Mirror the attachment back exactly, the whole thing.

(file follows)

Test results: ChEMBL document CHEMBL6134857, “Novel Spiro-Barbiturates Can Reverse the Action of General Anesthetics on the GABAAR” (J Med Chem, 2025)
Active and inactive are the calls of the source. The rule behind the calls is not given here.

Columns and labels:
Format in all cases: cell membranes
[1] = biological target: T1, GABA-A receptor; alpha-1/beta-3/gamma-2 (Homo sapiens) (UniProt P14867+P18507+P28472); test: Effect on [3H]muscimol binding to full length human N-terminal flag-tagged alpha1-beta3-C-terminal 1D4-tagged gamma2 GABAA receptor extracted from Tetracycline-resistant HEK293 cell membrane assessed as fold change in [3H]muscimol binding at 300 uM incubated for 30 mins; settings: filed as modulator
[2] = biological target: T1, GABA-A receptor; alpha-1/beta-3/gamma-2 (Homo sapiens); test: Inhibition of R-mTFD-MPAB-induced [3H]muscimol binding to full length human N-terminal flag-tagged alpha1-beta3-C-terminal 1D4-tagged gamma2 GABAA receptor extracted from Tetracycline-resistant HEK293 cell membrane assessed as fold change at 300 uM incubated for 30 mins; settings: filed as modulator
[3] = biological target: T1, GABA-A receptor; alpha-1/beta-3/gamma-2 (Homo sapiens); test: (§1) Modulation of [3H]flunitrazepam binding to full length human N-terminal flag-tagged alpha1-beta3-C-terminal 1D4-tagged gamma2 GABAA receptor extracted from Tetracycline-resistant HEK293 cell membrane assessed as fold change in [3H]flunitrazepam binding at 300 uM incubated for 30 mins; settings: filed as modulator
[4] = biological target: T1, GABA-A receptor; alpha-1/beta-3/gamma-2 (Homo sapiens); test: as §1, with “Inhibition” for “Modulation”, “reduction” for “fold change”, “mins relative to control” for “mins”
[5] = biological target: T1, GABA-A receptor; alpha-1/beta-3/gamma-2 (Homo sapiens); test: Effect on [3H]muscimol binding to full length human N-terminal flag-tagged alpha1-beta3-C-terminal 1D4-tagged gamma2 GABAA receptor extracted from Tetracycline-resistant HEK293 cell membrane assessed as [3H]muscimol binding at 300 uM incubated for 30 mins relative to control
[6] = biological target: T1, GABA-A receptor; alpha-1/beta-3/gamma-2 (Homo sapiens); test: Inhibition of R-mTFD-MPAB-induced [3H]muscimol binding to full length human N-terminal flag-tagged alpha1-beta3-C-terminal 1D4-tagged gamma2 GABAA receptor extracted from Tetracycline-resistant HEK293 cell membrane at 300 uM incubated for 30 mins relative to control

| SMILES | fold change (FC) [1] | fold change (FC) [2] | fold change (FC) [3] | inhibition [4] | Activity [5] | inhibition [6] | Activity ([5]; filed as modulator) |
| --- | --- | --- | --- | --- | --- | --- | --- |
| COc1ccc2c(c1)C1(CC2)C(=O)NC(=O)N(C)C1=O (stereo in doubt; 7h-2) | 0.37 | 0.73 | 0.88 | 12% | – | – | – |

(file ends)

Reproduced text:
Test results: ChEMBL document CHEMBL6134857, “Novel Spiro-Barbiturates Can Reverse the Action of General Anesthetics on the GABAAR” (J Med Chem, 2025)
Active and inactive are the calls of the source. The rule behind the calls is not given here.

Columns and labels:
Format in all cases: cell membranes
[1] = biological target: T1, GABA-A receptor; alpha-1/beta-3/gamma-2 (Homo sapiens) (UniProt P14867+P18507+P28472); test: Effect on [3H]muscimol binding to full length human N-terminal flag-tagged alpha1-beta3-C-terminal 1D4-tagged gamma2 GABAA receptor extracted from Tetracycline-resistant HEK293 cell membrane assessed as fold change in [3H]muscimol binding at 300 uM incubated for 30 mins; settings: filed as modulator
[2] = biological target: T1, GABA-A receptor; alpha-1/beta-3/gamma-2 (Homo sapiens); test: Inhibition of R-mTFD-MPAB-induced [3H]muscimol binding to full length human N-terminal flag-tagged alpha1-beta3-C-terminal 1D4-tagged gamma2 GABAA receptor extracted from Tetracycline-resistant HEK293 cell membrane assessed as fold change at 300 uM incubated for 30 mins; settings: filed as modulator
[3] = biological target: T1, GABA-A receptor; alpha-1/beta-3/gamma-2 (Homo sapiens); test: (§1) Modulation of [3H]flunitrazepam binding to full length human N-terminal flag-tagged alpha1-beta3-C-terminal 1D4-tagged gamma2 GABAA receptor extracted from Tetracycline-resistant HEK293 cell membrane assessed as fold change in [3H]flunitrazepam binding at 300 uM incubated for 30 mins; settings: filed as modulator
[4] = biological target: T1, GABA-A receptor; alpha-1/beta-3/gamma-2 (Homo sapiens); test: as §1, with “Inhibition” for “Modulation”, “reduction” for “fold change”, “mins relative to control” for “mins”
[5] = biological target: T1, GABA-A receptor; alpha-1/beta-3/gamma-2 (Homo sapiens); test: Effect on [3H]muscimol binding to full length human N-terminal flag-tagged alpha1-beta3-C-terminal 1D4-tagged gamma2 GABAA receptor extracted from Tetracycline-resistant HEK293 cell membrane assessed as [3H]muscimol binding at 300 uM incubated for 30 mins relative to control
[6] = biological target: T1, GABA-A receptor; alpha-1/beta-3/gamma-2 (Homo sapiens); test: Inhibition of R-mTFD-MPAB-induced [3H]muscimol binding to full length human N-terminal flag-tagged alpha1-beta3-C-terminal 1D4-tagged gamma2 GABAA receptor extracted from Tetracycline-resistant HEK293 cell membrane at 300 uM incubated for 30 mins relative to control

| SMILES | fold change (FC) [1] | fold change (FC) [2] | fold change (FC) [3] | inhibition [4] | Activity [5] | inhibition [6] | Activity ([5]; filed as modulator) |
| --- | --- | --- | --- | --- | --- | --- | --- |
| COc1ccc2c(c1)C1(CC2)C(=O)NC(=O)N(C)C1=O (stereo in doubt; 7h-2) | 0.37 | 0.73 | 0.88 | 12% | – | – | – |